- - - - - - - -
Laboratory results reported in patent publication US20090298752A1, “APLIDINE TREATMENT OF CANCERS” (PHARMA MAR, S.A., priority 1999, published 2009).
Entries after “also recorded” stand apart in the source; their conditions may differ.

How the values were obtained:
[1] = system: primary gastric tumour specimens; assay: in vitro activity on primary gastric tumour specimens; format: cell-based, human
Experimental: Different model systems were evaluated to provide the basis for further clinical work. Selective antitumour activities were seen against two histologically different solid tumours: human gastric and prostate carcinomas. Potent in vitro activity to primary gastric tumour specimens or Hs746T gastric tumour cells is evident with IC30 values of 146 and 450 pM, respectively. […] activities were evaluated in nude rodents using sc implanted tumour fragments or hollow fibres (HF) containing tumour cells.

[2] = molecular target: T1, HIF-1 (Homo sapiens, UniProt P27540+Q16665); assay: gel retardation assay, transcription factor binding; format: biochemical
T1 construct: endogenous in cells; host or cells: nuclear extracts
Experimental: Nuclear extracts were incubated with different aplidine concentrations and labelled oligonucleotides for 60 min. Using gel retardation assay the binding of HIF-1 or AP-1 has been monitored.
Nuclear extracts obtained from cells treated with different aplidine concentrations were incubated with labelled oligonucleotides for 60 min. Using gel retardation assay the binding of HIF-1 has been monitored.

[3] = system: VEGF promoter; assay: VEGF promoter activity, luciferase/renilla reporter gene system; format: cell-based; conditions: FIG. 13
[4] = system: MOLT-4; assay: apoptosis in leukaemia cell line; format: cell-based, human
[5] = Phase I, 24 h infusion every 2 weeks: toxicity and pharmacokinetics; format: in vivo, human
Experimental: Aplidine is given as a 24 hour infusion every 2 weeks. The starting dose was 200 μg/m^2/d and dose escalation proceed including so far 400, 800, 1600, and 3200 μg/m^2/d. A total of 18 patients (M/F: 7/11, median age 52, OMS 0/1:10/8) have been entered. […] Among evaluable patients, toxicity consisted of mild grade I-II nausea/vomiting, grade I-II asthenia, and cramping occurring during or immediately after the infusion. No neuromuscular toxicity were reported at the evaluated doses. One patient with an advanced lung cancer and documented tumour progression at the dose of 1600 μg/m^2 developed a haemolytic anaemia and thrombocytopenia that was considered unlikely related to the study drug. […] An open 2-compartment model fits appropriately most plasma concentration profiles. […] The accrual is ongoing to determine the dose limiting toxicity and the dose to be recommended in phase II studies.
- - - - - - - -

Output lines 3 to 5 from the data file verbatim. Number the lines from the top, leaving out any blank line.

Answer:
How the values were obtained:
[1] = system: primary gastric tumour specimens; assay: in vitro activity on primary gastric tumour specimens; format: cell-based, human
Experimental: Different model systems were evaluated to provide the basis for further clinical work. Selective antitumour activities were seen against two histologically different solid tumours: human gastric and prostate carcinomas. Potent in vitro activity to primary gastric tumour specimens or Hs746T gastric tumour cells is evident with IC30 values of 146 and 450 pM, respectively. […] activities were evaluated in nude rodents using sc implanted tumour fragments or hollow fibres (HF) containing tumour cells.